The Warmth of a Russian Winter
Naufal Murtadza (INA AFS to Russia YP 16–17)
Time is relative. Relative to the way we spend it, to the way we feel it. Long things felt short, short things felt long. That is the concept of time, a concept made by human beings. Who would’ve guessed that it’s already 5 months after I first stepped on the land that frighten people all over the world with it’s misconceptions, past-ideologies and dark internet humor nonsense. As much as Russia is Big, Cold, and “Strong” it is a home of 145 Million people, from different ethnicities, faiths, ideologies, and backgrounds. Reminds you of your home back in Indonesia doesn’t it? 5 Months is enough for me to call this place, my second home.
One thing you need for a home in Russia is not just roofs and walls. You’ll need warmth from every sources. I can assure you need so since I’ve felt as low as — 400 Celsius here. Not just central heating, but also emotional warmth from people around you. From people that always on your side, supports you, even new people that you never met before that became best friends. My experience here had shown me something the world thought what Russia and Russians actually are.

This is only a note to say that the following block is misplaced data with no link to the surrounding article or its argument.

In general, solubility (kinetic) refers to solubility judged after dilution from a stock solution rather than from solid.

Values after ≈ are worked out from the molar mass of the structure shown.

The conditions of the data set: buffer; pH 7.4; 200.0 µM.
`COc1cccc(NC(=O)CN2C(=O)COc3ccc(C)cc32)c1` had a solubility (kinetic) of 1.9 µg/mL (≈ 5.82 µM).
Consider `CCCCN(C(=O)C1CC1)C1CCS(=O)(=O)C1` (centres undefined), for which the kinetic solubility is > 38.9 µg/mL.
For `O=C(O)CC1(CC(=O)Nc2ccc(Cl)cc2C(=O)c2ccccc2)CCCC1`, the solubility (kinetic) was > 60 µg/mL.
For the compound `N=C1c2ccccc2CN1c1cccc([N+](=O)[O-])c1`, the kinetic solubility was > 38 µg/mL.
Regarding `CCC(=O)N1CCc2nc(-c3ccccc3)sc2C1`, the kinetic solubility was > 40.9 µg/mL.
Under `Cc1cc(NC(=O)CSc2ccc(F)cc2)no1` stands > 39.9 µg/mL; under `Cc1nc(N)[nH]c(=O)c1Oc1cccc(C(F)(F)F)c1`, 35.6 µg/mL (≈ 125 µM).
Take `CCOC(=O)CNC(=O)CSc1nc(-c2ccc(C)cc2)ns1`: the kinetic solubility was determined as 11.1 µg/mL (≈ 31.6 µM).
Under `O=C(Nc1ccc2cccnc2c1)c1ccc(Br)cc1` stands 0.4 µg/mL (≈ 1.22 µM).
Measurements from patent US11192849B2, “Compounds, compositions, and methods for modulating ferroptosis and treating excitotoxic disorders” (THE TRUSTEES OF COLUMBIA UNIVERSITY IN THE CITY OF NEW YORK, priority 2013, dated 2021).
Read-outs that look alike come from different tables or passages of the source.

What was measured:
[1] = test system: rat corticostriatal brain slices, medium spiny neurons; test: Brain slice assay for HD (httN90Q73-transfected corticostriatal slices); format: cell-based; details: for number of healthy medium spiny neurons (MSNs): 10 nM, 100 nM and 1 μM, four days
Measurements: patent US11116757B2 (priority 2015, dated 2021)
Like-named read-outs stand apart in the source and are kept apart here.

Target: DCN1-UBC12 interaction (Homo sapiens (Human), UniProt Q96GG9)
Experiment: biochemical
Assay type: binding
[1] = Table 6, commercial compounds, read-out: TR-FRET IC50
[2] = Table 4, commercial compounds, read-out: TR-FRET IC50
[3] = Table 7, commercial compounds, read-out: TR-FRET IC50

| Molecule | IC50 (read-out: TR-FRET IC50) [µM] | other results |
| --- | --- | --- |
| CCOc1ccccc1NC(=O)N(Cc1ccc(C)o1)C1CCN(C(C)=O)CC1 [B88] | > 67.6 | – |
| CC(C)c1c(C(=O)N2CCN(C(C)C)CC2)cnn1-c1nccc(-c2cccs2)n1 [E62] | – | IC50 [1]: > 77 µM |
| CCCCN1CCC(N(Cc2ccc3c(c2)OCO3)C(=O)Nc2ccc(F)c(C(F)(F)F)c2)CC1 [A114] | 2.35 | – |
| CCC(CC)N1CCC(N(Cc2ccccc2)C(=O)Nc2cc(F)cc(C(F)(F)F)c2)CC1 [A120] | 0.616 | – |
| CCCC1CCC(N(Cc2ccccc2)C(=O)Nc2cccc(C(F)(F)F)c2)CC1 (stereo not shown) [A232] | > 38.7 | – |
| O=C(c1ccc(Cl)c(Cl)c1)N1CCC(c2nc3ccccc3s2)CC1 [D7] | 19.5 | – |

One of the highlight in the past months was the Winter Social Project Moscow by AFS. It was project consisted of 35 on programs AFS Students in Russia, hundreds of Russian students, and amazing volunteers. This was made to connect foreign students and the exchange life to the local Russian students so they would have a glimpse of many cultures of the world. Also so they would seek the exciting opportunity to go exchange too. I was lucky to be picked as one of the exchange student team and tried to give my best to the project. There, It was a wonderful week where we showed our Indonesian Culture, teach Indonesian Languages, learning new languages such as Serbian or Finnish and be engaged on the Russian Traditions conducted by Russians themselves. All of this was done with the Russian Students who in the end suddenly became my good friends. We were doing acts together, stage shows, games, and discussions. This particular part of the program changed me a lot. It had put me on the situation where I have to use Russian to talk since we need to run a group. It gave me more self-esteem in front of the big audience and more views to the daily Russian life. Plus I got to meet my Exchange friends too here from many places, and we got a chance to share our feelings after months living in this winter wonderland.
The best thing after we done with the project we got an opportunity to see Moscow, the city of dreams for many people. Though it was just like a transit to our train stations to go home but every minute is worth it. The previous night we say our goodbyes to our Russian friends because we’re going different ways back home in this big country. But surprisingly, the volunteers set us with some portion of the students to meet up in the Red Square, the heart of Russia, it was a great feeling to see them once more in this beautiful place. After some walks in GUM (Moscow’s Commerce Center) and have a test of an actual Soviet Recipe Ice Cream (don’t mind the winter) we took the Metro to our respected stations and say our final goodbyes to each other, yet. A time worth remembered.